As important as it is to knock the socks off consumers, it’s all the more important to knock the socks off your clients. And the quickest way to your client’s socks is often with the delivery of data. Today we’re going to explore the five reasons why your experiential marketing event needs data collection and the five best ways to pull it off.
Why Collect Data?
We’ve been in this business a long time, which means that we’ve had the opportunity to witness firsthand the awesome power of experiential marketing — again and again and again. There’s no substitute for creating face-to-face relationships with consumers, for turning the brand-curious into brand-evangelists. Still, it helps to have something tangible to show for ourselves — hardcopy that proves the value of our work. That’s where consumer data comes in.
Clients love data because data means leads. No matter what your client’s vertical, the one thing we know for sure is that they’re in the business of selling something. Whether it’s a product, a service, or even an ideology — they need consumers to buy in. Handing over leads for future sales is the number one way to show your client that you have their best interests at heart.
Social Media Influence
The other great thing about delivering data to your client is that it empowers them to grow their social influence. It’s important to collect data that enables brands and attendees to connect online and continue the conversation. Followers and friends don’t only make your client’s brand look good, but they also snowball to improve every facet of your client’s business. Whether the brand’s next post is a product launch, a press release, or a call to action, the data that you deliver will ensure that it’s seen, liked, and reblogged more than ever before.
The clients aren’t the only ones who benefit from data; play your cards right and you could be getting some helpful feedback as well. The expense and magnitude of our work means that we don’t have the luxury of product testing or quizzing focus groups. Unless we’re activating across multiple markets on different dates, we only get one shot. That’s why it’s so important to learn from each event so that —when sixteen years rolls around (happy birthday to us) — you really know what you’re doing. Collecting data provides the opportunity to pose a few well-chosen questions to event attendees that will help you better understand what worked and what can be even better.
Future Event Audiences
If all goes well, this event will be one of many on which you and your client collaborate. Which makes it all the more important to grow your audience for future activations. Collecting data from this event’s happy customers empowers you to deliver a larger audience the next time around.
How to Collect Data
Nothing’s free — not for you and not for the consumer. If you want the consumer’s data, you’ve got to make it worth their while. That’s why the most effective data collection strategies are the ones that offer cool stuff in return. Consumers can hand over their information in exchange for quality premiums and downloadable content. Promising the delivery of coupons is an especially great strategy because it provides the consumer with value and also increases the likelihood of future sales. Or, if you’re of the go-big-or-go-cry-in-a-corner school of thought, then you can always take the raffle route: enter data-sharing consumers into a sweepstakes to win a car, a trip, or a small Caribbean island.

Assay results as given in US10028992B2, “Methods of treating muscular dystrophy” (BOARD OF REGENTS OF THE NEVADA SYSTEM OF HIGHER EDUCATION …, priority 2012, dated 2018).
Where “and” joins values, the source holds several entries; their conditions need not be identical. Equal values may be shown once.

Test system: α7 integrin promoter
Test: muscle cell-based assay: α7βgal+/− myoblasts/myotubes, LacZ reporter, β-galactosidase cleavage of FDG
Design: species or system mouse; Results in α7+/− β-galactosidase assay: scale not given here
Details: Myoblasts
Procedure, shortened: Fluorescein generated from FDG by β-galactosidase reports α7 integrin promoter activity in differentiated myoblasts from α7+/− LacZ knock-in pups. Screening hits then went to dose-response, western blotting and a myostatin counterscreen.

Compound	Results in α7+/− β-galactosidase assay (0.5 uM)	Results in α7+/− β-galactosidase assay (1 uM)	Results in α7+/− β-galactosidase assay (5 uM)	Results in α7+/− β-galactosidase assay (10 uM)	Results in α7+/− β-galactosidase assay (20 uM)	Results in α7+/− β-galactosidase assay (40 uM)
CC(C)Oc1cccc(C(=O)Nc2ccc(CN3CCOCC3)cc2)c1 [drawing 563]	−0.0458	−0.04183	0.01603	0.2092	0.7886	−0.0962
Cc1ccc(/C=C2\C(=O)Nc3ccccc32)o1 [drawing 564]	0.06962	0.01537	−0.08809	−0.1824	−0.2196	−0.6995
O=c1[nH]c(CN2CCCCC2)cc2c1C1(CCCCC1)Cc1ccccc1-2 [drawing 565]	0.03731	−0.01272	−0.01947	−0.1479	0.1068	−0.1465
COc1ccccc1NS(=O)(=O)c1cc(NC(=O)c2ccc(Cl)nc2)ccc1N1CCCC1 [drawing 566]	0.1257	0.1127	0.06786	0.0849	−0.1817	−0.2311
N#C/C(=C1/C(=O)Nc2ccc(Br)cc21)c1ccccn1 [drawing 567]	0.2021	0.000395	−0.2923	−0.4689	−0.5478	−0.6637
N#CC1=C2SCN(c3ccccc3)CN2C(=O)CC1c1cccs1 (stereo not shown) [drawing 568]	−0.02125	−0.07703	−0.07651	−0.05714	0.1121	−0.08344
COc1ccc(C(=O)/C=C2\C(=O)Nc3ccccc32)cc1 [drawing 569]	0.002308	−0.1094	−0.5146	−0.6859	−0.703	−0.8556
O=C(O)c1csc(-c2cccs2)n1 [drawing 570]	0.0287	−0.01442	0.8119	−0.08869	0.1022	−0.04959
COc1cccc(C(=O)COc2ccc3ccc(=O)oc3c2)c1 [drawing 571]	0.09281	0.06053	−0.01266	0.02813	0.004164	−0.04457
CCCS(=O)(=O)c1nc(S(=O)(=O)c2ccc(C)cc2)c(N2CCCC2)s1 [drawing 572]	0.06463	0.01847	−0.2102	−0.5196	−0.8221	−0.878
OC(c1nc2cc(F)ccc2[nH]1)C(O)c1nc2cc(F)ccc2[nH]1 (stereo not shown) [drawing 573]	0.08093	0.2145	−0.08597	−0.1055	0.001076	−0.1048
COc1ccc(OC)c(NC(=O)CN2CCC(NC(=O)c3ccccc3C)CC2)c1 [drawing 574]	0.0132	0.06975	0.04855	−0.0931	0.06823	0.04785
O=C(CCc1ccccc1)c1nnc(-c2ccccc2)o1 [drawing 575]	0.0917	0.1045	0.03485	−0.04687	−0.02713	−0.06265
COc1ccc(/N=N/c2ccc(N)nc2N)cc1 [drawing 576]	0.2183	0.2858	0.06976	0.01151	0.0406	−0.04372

Here’s another way to frame the give-something-to-get-something approach: consumers can share their data in exchange for the opportunity to experience your event. Ask invited guests to RSVP on a dedicated lander or have walk-ins sign in with a cheerful brand ambassador.
Nobody really wants to hand over their data, and, in a technological environment where so many transactions are instantaneous, consumers are going to be doubly impatient with long questionnaires and inefficient entry interfaces. That’s why it’s important to invest money in quality data collection apps and to invest time in perfecting your ask. Determine which data is most valuable and how you can acquire it with the fewest possible inquiries.
One way to cut down on the time it takes to hand over data is to keep things simple with social media engagement. Consumers can follow the brand on Twitter or like them on Facebook in exchange for your value add — whatever that is. You can always follow up on social after the event with digital sweepstakes or giveaways in exchange for a more comprehensive data share. What’s great about this strategy is that you can harness it to amplify your event: for instance, ask consumers to share branded photo booth pics on social. Now you’ve got data and reach.
Finally, it’s important not to underestimate how much people love to give you their opinions and how valuable those opinions can be to both you and your client. That’s why it’s worth considering collecting data after the event as part of a survey. In addition to generating leads, you can deliver scarce, valuable product feedback to your client while also conducting an internal review of how your event faired.
The power of data collection is not to be underestimated — it’s good for you, it’s good for your client, and it’s great for your relationship. So we’re going to keep exploring it in the weeks to come. Be sure to stay tuned for our upcoming article on the best apps for getting to know your target.